Watching an Eclipse, by Jane-Emily

Science With Friends

 

In late May 2012, I was very lucky; there was a solar eclipse right where I live!  We had a great time getting our friends to come and watch it with us, and preparation was the key to a good experience.  Most of us don’t think too hard about an eclipse until it is about to happen, and by then it might be too late to get good equipment.

OLYMPUS DIGITAL CAMERAI knew something about a solar eclipse coming up, but it was only about six weeks beforehand that we really got serious. I got to attend a lecture on upcoming astronomical events (there were a bunch in 2012!) given by one of my all-time favorite college professors, Dr. Alexei Filippenko.* He gave us a lot of great information and stressed the importance of having correct viewing tools. We’ve all heard that welding glass is a good viewing medium, but it turns out that not just any welding glass will do; it should be #14 welder’s glass, which isn’t as easy to get. Happily he had bought up a large supply and shared them with us at cost, so I snapped up four or five. (I keep one in the car so I can look at the sun anytime I like!)

After this, we were very excited about watching the eclipse! We wanted to share the fun, so my husband put in a large order for eclipse sunglasses. These look like old-fashioned 3D glasses, but they have very dark plastic in them that is just as good as the welder’s glass.  We got 100 of them and invited everyone we knew to buy them from us (at cost, of course). At first we didn’t get a lot of takers and we worried that we would have a lot left over, but as the day approached, everyone wanted them and we worried that we would run out instead.

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On the big day, we gathered at a neighborhood park. We made sure everybody had proper eye protection, and we sat down for a picnic. An eclipse is a long event and it was a hot, sunny afternoon, so we went prepared for the heat. A couple of people brought a tent for shade, which was great and served as a lovely projection screen. Many families had blankets to put down in shade areas. I remembered at the last minute that I really dislike having the hot sun on my face (and I have a redhead prone to sunburn!), so I made several full-face screens with large pieces of cardboard. I just cut a rectangle shape out in the middle top area and fastened my welder’s glass down with packing tape, and ta-da! –I could watch the eclipse in shady comfort.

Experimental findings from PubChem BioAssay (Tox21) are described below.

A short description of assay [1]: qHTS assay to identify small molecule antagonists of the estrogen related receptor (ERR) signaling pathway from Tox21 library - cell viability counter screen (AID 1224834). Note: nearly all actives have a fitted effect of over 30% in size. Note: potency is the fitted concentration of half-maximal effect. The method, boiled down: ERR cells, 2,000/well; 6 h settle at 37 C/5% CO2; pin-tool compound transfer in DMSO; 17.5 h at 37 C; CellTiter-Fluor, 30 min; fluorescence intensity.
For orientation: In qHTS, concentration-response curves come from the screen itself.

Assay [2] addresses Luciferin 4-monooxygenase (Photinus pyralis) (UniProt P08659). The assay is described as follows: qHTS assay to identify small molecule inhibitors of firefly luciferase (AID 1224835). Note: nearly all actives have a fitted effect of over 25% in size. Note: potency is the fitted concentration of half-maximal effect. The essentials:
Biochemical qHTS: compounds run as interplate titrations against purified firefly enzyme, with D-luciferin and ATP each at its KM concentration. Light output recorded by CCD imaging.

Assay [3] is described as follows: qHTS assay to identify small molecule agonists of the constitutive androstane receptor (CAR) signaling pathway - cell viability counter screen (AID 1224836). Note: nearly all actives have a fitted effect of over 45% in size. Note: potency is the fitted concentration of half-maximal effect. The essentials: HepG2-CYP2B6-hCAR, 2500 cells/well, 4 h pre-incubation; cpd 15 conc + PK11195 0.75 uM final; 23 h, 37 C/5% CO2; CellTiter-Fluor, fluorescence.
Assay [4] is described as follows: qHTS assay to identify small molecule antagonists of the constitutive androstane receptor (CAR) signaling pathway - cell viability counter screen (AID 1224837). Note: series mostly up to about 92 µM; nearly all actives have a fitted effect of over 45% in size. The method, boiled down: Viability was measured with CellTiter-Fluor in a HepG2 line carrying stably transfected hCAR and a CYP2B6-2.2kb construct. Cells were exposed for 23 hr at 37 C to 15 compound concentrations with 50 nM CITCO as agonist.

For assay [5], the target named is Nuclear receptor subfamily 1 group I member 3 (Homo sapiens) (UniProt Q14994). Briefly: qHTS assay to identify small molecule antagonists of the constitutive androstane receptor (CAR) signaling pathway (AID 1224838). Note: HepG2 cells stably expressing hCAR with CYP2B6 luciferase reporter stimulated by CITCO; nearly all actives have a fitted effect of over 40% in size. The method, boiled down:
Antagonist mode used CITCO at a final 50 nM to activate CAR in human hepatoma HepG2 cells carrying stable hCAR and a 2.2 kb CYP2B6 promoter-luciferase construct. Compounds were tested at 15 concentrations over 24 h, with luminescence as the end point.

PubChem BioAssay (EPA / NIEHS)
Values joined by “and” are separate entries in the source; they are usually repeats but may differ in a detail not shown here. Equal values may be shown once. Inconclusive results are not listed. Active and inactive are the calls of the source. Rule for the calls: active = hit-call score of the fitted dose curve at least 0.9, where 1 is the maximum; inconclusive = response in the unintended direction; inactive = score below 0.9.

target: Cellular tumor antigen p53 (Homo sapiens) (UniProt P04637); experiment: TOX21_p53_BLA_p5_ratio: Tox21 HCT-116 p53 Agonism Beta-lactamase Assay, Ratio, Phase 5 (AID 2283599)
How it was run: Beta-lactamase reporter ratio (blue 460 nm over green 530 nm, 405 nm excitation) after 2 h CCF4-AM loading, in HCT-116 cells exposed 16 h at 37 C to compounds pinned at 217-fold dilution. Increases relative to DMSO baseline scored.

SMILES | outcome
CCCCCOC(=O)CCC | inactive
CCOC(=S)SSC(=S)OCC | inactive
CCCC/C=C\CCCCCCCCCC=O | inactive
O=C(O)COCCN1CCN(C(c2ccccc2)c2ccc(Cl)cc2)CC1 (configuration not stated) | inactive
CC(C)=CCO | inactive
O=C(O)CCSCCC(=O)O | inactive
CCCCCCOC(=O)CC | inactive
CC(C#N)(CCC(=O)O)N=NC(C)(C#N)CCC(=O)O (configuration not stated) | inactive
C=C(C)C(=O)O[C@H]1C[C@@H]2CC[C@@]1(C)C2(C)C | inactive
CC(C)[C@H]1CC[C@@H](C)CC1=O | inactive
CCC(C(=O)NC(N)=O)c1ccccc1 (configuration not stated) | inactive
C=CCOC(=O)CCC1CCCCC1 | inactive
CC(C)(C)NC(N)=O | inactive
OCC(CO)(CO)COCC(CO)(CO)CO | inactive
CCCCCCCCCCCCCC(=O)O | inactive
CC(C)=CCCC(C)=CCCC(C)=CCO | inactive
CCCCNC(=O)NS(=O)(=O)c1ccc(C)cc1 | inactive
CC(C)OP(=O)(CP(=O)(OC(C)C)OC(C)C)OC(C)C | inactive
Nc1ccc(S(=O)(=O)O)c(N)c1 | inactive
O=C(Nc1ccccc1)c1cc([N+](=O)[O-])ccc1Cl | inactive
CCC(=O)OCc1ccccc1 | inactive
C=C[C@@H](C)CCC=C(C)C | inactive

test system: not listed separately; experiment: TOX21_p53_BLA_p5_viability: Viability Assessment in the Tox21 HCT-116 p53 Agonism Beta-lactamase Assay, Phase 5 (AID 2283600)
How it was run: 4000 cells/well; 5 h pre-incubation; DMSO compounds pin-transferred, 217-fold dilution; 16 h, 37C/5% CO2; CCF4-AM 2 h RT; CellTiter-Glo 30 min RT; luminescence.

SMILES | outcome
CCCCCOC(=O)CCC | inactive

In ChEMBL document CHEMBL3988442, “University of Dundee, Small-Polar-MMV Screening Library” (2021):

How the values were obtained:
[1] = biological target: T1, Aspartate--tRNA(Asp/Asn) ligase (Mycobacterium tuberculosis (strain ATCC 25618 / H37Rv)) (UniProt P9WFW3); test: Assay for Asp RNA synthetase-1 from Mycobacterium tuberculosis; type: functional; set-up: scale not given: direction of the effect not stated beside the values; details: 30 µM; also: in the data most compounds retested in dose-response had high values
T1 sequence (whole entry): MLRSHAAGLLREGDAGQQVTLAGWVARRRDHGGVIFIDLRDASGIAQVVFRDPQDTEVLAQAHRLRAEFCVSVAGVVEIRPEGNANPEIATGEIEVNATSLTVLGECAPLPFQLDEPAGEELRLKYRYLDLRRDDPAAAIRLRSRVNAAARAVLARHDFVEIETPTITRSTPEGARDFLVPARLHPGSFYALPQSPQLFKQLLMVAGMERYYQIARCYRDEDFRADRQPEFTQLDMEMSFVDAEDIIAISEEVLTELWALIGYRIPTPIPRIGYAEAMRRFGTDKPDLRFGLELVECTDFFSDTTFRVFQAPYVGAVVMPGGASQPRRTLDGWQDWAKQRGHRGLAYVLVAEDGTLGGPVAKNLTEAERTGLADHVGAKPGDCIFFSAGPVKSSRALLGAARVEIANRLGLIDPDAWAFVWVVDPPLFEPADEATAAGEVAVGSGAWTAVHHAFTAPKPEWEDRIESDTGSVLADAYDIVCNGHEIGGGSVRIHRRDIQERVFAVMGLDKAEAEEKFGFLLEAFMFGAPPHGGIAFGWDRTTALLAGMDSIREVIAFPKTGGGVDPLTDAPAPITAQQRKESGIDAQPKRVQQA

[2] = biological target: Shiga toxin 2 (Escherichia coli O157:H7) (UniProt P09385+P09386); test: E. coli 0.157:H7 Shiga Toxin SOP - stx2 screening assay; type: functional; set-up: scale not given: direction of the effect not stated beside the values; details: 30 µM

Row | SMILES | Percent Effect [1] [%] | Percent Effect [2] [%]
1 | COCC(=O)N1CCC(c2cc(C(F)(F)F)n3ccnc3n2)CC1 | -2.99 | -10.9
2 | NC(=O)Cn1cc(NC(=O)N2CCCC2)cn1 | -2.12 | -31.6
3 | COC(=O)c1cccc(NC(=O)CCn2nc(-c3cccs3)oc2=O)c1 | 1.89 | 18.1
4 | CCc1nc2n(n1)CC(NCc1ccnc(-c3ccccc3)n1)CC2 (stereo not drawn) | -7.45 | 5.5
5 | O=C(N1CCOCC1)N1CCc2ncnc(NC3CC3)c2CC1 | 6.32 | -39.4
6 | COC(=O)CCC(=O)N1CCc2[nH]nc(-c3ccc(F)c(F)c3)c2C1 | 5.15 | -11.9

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This particular eclipse was an annular solar eclipse.  The moon went exactly in front of the sun (in our area; this, of course, depends on where you are), but because the moon was at its furthest point in orbit, it did not cover the sun’s disk completely. We saw a “ring of fire” around the dark disk of the moon. It was an amazing experience to be able to watch the whole thing happen. During the long period of time while we watched the moon eat away at the sun bit by bit, we played around with shadows and projecting images, used binoculars to project the crescent sun onto anything handy, and marveled at how the shade of the trees made for thousands of crescents. The peak of the eclipse lasted just a few minutes, and we could see the shape of the sun’s disk changing moment by moment. For most of us, it was a once-in-a-lifetime opportunity.

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Check out NASA’s Eclipse Web Site to see what eclipses are going to happen around the world in the next few years. Maybe you will be lucky enough to have one nearby!  Australians, take note: you will get to see part of a very unusual kind of eclipse next month! Americans have to wait until 2017 for the next full solar eclipse and may wish to plan to travel to see it. Wherever and whenever you get the opportunity to see a solar eclipse, remember that preparation will help you have a great time.

* I took astronomy from Dr. Filippenko when I was in college, and enjoyed it a lot, so much so that I’m planning on using his Teaching Courses materials for my own kids next year.

Featured photo : Thomas Bresson. From Wikimedia Commons.

Janejane-emilyEmily homeschools two daughters in California.  She is a librarian who loves to quilt and embroider, and she’s a Bollywood addict.  Her favorite author is Diana Wynne Jones. She blogs about reading at Howling Frog Books.

Even More Science Apps, by Jen W.

Homeschooling With Technology

by Jen W.

Each day seems to bring more education-related apps for the iPhone, iPad, and Android platforms. However, not all of these are created equal. Here are some apps that my kids and I have found to be of great use as study tools or as methods of demonstration. It’s worth noting that there are many science apps that serve as little more than vehicles for flashcards or quiz questions; all of the apps on this list have more substance than that.

 Life Science:

  •  12979204503_02ee7056d6_s HudsonAlpha iCell (iPad, Android): This app gives students a 3D, easy-to-rotate view inside the three basic cell types: animal, bacteria, and plant. While viewing a specific cell type, students can tap the parts of the cell, which both zooms in on the part and provides a brief description. It provides three levels of knowledge: basic, intermediate and advanced. Basic is good for elementary (or lower level readers) while the intermediate and advanced are good for middle school through very basic college-level biology. I highly recommend this app as part of learning about cells and/or while working on microscope skills. It could use more information, such as the fact that a cell might contain thousands of organelles or show the internal structure of the mitochondria.